Methodological quality of the review: Medium confidence
Author: Wong TY, Mwamburi M, Klein M, Larsen M, Flynn H, Hernandez-Medina M, Ranganathan G, Wirostko G, Pleil A, Mitchell P.
Region: Details not provided
Sector: Diabetic retinopathy
Sub-sector: Proliferative DR, severe visual loss
Equity focus: None specified
Review type: Effectiveness review
Quantitative synthesis method: Meta-analysis
Qualitative synthesis methods: Not applicable
In the last three decades, a relative decline in rates of diabetic retinopathy (DR) has been suggested by some studies; however, studies were conducted over 30 years ago. Contemporary estimates for DR are clearly needed, some of which may be provided by recent studies.
To summarize the best available evidence providing contemporary data on the clinical course of diabetic retinopathy and to examine potential differences in rates of diabetic retinopathy progression over time.
In total, 28 studies were included in the review, of these 14 were conducted over the period 1975 – 1985 and the remaining 14 were conducted between 1985 and 2008.
After four years, pooled incidence rates for proliferative diabetic retinopathy (PDR) and severe visual loss (SVL) were 11.0% and 7.2%, respectively. Rates were lower among participants in 1986 – 2008 than in 1975 – 1985. After 10 years, similar patterns were observed. Participants in 1986 – 2008 had lower proportions of PDR and non-PDR at all time points than participants in 1975 – 1985 studies.
Authors noted that since 1985, diabetic patients had lower rates of progressions to proliferative diabetic retinopathy (PDR) and SVL. These findings may have reflected an increased awareness of retinopathy risk factors; earlier identification and initiation of care for patients with retinopathy; and improved medical management of glucose, blood pressure, and serum lipids. Based on baseline diabetic severity, the authors suggested researchers should consider contemporary rates of progression to PDR and/or SVL in estimating sample sizes for clinical trials and that future studies should report common nomenclature for DR and VA outcomes. There was a need for the publication of data on treatment-naïve patients with DR from larger population-based studies.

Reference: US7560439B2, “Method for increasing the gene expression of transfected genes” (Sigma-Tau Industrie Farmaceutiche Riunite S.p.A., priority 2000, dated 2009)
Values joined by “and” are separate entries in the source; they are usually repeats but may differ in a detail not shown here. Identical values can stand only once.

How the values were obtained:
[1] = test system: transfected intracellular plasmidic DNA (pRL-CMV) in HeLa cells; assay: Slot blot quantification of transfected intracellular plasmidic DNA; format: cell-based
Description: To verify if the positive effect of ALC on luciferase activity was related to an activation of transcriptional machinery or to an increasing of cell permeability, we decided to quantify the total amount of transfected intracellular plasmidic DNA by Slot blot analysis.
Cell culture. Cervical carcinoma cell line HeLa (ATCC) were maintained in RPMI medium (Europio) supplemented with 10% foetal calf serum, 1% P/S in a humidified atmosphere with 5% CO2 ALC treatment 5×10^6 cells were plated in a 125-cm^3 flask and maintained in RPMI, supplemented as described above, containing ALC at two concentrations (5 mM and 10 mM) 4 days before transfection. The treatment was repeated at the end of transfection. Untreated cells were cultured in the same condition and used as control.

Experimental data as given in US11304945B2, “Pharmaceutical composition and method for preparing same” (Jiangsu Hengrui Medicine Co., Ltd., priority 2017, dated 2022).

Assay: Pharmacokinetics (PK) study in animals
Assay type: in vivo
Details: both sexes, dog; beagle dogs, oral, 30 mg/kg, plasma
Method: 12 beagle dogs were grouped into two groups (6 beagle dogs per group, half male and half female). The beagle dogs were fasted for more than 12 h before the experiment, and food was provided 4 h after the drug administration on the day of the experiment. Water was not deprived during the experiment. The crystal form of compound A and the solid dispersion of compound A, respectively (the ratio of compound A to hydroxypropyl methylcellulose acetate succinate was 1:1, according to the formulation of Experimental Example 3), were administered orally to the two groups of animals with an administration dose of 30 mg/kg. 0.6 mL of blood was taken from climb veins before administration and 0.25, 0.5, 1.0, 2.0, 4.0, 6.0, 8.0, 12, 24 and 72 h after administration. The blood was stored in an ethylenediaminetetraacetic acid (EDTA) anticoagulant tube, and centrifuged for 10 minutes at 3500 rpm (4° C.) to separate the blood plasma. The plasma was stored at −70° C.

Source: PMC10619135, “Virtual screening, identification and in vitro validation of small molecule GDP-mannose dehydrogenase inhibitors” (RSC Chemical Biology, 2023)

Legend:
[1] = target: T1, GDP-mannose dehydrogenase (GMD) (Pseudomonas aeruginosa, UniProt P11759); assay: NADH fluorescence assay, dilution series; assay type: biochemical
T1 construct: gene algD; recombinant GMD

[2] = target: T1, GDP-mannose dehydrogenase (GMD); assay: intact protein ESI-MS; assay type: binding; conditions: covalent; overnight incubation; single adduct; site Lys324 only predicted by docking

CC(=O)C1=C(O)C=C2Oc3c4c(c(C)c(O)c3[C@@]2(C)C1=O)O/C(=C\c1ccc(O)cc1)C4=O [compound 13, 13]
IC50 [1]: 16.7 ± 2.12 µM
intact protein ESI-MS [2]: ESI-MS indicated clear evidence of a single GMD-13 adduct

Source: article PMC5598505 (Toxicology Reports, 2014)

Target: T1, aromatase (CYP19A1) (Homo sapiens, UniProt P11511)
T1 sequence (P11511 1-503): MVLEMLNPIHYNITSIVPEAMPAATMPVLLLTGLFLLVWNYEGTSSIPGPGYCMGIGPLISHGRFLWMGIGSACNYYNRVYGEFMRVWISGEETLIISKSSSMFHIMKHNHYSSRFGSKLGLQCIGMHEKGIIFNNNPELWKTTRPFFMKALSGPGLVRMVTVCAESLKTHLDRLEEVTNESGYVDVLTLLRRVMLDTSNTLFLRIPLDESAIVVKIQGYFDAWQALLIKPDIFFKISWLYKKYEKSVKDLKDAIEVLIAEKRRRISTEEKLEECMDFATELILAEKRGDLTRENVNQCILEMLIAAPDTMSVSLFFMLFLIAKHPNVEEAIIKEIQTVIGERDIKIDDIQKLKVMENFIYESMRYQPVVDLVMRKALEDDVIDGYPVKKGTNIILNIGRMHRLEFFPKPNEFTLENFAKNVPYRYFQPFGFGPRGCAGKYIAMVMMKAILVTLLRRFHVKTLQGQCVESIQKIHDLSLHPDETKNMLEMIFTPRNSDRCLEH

Authors included prospective interventional or observational studies reporting the progression of diabetic retinopathy to proliferative diabetic retinopathy and/or severe visual loss at four-, five-, and 10-year time periods.
The authors searched MEDLINE, Current Contents, and the Cochrane Library for published studies from January 1975 to February 2008. PUBMED was also searched at six months prior to the search date (20 August 2007 to 20 February 2008) with no restrictions applied and current Contents for the year prior to the search date. Additionally, manual reference checks were also performed of bibliographies of articles and reviews published within the last five years (2004-2008). All studies published in English, French, German, Spanish and Portuguese assessing the progression of diabetic retinopathy among patients with diabetes were included. Where necessary, authors of the included articles were contacted for specific data and analyses.
Inclusion criteria included (1) patients not yet treated for diabetic retinopathy; (2) followed at least for one year; (3) diabetic retinopathy assessed using retinal photography and/or fluorescein angiography; and (4) categorized using modified ETDSDR severity grades. Outcome measures included progression to proliferative diabetic retinopathy and progression to severe visual loss.
In the initial screening, abstracts were reviewed by a single reviewer for exclusion criteria. The complete studies were then rescreened and reviewed by two investigators based on prospective protocol. Studies were assigned a level of evidence using criteria from Centre for Evidence-based Medicine in Oxford, UK.
Studies were stratified into two time periods 1975 – 1985 and 1986 – 2008 for the meta-analysis.
The authors did not review the applicability/external validity of the results.
Geographical focus of included studies was not reported by the authors.
Medium confidence in the conclusions about the effects of this study was attributed to the review. This review was based on a comprehensive search of the literature restricted to articles written in English, French, German, Spanish and Portuguese. Authors did not report assessing the quality and risk of bias of included studies. Nevertheless, authors acknowledged limitations of included studies appropriately and noted that included prospective interventional and prospective studies were very diverse in terms of study design, sample sizes, treatment settings and study inclusion criteria.